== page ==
Any director will tell you that they depend on relationships with a number of artisans and technicians of various disciplines in order to translate their vision to the screen. But one of the more important relationships, and conversely the least talked about, is the one they have with the unit production manager (UPM). Moreover, any production manager will tell you that on the set, more often than not, they are met with resistance and sometimes plain derision because, so often, they are associated with saying the phrase, "Not enough money" or more simply put, "No."
On May 5, the DGA hosted a conference between experienced professionals from both fields in its New York office. On the director side of the table sat Susan Seidelman (Sex and the City, Now and Again), David Jones (The Education of Max Bickford) and Edward Bianchi (The Beat, Homicide: Life on the Street). On the other side sat production managers Harvey Waldman (upcoming Stepford Wives, Changing Lanes), Blair Breard (Down to Earth, I Shot Andy Warhol) and Alysse Bezahler (The Sopranos, The Ice Storm).
Director David Scardino (Ed, The West Wing) moderated and began on a humorous note: "The UPMs requested that we stop at 8:30, otherwise we're into meal penalty."
The production managers described their role on the set as having to walk the fine line of finding a way to get the director what he or she needs while maintaining fiscal responsibility for the entire production. "It's largely about trying to figure out how to get the most out of the money, figuring out what the director needs, and really busting your ass to give the director what they want," Breard said. But, of course, the UPM ultimately answers to the studio.
"The first thing a movie is given at a studio is a number," Waldman said, "and as UPM you have the unfortunate task of being the lonely voice who has to constantly define the limits." Bezahler put it even more frankly: "Bottom line is money. That's the business. It is a business."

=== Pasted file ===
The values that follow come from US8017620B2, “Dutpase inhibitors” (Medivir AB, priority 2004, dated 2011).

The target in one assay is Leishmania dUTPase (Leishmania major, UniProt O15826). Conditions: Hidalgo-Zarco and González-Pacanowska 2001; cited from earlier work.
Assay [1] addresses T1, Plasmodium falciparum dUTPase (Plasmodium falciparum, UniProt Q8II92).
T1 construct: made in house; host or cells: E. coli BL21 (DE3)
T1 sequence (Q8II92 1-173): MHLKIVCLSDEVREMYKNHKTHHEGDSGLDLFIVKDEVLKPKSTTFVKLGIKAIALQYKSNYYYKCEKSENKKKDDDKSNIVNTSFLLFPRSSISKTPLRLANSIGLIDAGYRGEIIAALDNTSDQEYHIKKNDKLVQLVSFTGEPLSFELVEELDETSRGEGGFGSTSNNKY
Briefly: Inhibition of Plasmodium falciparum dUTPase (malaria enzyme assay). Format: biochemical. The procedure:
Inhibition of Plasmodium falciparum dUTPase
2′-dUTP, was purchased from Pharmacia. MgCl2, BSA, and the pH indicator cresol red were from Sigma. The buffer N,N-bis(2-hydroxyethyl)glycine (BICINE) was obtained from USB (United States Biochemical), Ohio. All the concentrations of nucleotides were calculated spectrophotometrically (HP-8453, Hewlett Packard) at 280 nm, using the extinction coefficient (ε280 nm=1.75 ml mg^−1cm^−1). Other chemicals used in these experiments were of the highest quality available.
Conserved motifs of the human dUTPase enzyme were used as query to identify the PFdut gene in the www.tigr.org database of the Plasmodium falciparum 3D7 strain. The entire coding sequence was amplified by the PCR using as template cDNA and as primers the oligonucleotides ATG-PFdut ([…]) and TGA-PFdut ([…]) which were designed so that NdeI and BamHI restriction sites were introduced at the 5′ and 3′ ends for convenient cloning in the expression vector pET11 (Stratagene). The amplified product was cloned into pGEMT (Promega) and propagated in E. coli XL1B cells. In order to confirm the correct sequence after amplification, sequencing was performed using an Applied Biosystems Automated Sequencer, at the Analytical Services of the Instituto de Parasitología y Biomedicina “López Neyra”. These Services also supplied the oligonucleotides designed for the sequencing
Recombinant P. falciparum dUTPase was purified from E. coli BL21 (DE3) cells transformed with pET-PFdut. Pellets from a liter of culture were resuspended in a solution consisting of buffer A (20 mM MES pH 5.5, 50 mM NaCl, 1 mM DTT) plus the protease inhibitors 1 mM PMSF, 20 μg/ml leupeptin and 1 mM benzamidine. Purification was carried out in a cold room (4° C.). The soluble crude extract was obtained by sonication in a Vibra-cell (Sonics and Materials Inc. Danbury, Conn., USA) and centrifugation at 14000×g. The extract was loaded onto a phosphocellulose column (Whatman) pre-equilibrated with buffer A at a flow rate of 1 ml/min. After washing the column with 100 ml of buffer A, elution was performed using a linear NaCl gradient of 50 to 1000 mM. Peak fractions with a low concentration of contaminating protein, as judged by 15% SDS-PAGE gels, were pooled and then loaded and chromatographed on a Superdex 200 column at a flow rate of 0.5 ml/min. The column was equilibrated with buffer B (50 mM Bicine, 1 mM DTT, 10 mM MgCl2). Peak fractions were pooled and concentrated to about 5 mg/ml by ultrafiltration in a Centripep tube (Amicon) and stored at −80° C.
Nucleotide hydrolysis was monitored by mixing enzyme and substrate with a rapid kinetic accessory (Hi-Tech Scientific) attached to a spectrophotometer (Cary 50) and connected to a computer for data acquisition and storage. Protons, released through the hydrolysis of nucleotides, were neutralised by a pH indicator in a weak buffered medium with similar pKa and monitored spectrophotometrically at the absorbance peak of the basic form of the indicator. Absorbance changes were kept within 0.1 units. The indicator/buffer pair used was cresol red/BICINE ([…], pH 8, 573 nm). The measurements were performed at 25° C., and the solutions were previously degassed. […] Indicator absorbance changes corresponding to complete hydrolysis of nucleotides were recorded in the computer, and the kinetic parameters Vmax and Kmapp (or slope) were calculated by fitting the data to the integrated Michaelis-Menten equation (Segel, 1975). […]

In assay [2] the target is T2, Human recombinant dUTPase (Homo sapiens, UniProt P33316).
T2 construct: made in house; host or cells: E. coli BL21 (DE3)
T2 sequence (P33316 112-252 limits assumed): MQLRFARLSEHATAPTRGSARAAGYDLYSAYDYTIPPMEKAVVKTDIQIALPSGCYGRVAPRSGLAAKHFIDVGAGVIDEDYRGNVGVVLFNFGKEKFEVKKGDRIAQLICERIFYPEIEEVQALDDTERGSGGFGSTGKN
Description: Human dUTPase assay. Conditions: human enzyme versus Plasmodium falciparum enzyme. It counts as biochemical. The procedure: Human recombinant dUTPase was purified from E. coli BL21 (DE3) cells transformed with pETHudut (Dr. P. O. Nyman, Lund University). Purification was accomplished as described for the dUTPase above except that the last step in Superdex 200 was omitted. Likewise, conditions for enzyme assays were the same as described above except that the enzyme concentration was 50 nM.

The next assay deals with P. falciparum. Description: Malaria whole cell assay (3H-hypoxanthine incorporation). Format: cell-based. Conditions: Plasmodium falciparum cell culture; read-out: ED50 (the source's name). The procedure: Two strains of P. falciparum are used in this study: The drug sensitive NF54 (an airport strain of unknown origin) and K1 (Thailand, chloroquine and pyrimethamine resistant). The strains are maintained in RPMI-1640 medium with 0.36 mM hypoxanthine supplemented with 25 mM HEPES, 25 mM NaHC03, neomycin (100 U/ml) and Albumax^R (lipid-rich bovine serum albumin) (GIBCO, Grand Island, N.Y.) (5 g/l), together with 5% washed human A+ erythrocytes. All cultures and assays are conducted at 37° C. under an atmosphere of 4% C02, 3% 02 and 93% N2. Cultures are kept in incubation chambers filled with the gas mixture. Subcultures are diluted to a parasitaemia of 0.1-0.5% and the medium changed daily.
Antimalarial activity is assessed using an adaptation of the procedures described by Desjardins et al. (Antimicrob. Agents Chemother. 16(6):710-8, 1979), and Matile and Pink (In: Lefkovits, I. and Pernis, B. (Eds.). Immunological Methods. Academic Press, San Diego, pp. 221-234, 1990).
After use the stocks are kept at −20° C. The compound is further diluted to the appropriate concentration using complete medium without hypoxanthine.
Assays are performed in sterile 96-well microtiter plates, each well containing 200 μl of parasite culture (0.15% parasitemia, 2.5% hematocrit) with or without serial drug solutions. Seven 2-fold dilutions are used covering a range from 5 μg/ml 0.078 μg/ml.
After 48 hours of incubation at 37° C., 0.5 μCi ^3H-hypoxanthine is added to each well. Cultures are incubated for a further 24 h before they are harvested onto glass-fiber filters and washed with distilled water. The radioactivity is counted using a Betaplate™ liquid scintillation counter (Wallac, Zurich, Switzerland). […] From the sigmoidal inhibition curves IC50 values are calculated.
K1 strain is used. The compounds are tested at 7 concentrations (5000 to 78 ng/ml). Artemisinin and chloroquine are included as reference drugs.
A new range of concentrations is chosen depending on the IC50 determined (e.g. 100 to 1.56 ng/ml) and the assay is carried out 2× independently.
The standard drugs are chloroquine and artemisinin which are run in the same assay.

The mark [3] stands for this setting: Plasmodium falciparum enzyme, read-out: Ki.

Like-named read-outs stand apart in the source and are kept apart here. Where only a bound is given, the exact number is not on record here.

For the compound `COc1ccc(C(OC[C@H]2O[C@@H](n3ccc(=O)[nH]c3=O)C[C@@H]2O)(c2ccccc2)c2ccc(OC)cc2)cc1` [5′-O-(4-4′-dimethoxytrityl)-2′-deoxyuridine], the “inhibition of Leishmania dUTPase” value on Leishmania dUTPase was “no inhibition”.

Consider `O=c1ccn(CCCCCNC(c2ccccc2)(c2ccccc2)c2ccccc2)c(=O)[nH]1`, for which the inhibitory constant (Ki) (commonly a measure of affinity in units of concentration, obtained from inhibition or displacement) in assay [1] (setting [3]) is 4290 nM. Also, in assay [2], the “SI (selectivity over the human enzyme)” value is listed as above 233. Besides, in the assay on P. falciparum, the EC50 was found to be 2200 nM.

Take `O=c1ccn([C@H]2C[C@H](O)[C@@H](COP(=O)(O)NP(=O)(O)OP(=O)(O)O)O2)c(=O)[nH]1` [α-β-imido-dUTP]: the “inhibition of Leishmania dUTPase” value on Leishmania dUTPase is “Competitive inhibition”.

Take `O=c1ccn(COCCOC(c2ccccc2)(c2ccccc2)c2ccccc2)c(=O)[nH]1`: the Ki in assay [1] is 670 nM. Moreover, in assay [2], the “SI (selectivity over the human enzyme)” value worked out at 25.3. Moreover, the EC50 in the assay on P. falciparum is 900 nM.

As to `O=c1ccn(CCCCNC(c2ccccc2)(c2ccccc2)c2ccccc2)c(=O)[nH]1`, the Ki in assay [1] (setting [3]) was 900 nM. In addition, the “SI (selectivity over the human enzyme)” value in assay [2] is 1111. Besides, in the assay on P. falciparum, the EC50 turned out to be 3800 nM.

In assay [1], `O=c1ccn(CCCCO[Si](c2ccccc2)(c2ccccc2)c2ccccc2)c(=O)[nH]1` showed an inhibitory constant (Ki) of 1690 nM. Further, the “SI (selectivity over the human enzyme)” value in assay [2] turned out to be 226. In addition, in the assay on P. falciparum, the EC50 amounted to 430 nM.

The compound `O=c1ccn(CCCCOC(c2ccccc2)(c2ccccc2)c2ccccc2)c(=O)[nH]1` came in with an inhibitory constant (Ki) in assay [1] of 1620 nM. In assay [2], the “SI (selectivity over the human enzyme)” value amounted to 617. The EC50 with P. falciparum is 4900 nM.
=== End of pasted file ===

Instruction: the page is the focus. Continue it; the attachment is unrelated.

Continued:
She added that often production managers are not looked upon as advocates for the director's vision, and, admittedly, some production managers grow in to such a mindset after years of being regarded that way. That, coupled with a director who, as Seidelman described, "starts things out in an adversarial role" can make for a difficult time not only for the director and UPM, but the crew as well.
"Dealing with the crew is a very, very big deal because you often have to mediate what's going on with the director and how the crew perceives the director," Breard added.
On the other end, the crew's perception of the UPM can be just as important to the tone of the set. "You walk on to a show where the UPM is not popular, you know it. It makes your job twice as difficult. Whereas if they are happy with the UPM, it makes things go that much smoother," Jones said.
Both directors and production managers agreed that it is crucial to the outcome of the final product for UPMs to be included in the creative process. "I think you have to involve them artistically because you're, in a sense, trying to get them to share your vision in what it is you're trying to do," Jones said. "Then they've got to make the decision on whether or not the decision is going to break the bank."
An audience member quipped that, "All a UPM has to do to be included in the creative process is after the first run of dailies tell the director how great they looked, which drew laughs from the crowd."
Equally important is for directors to be aware of the budget constraints. "Directors can't just stand behind the cloak of creativity and not understand how the dollars and cents actually work," Scardino said. However, Waldman cautioned against hamstringing the director's creativity by making them too financially responsible because that's the UPM's job.
All seemed to agree that the collaboration between UPM and director is closer on smaller films. "The UPM is much more involved with the director because 95% of the time you don't have the money to do what you want to do," Bezahler explained.
All of the UPMs attending the discussion have backgrounds in the arts, varying from being a punk rocker (Breard) to dabbling in cinematography (Bezahler) to acting (Waldman) and were therefore uncomfortable being seen only as "money people."
"My loyalty is to the movie. It's always to the movie," Breard said. "It's constantly trying to find savings to give the director what he or she needs. You don't want to give money back to the studio. You don't want to come up with savings because you really haven't done your job. Why give it back to the studio when you could have put it on the screen."
Editor's note: At the annual membership meeting in Los Angeles in May, UPM Kim Kuramada announced the formation of a new DGA committee to look at ways to increase the collaborative nature between UPMs and directors. In addition, a future issue of DGA Magazine will feature an article on successful director/UPM collaborations.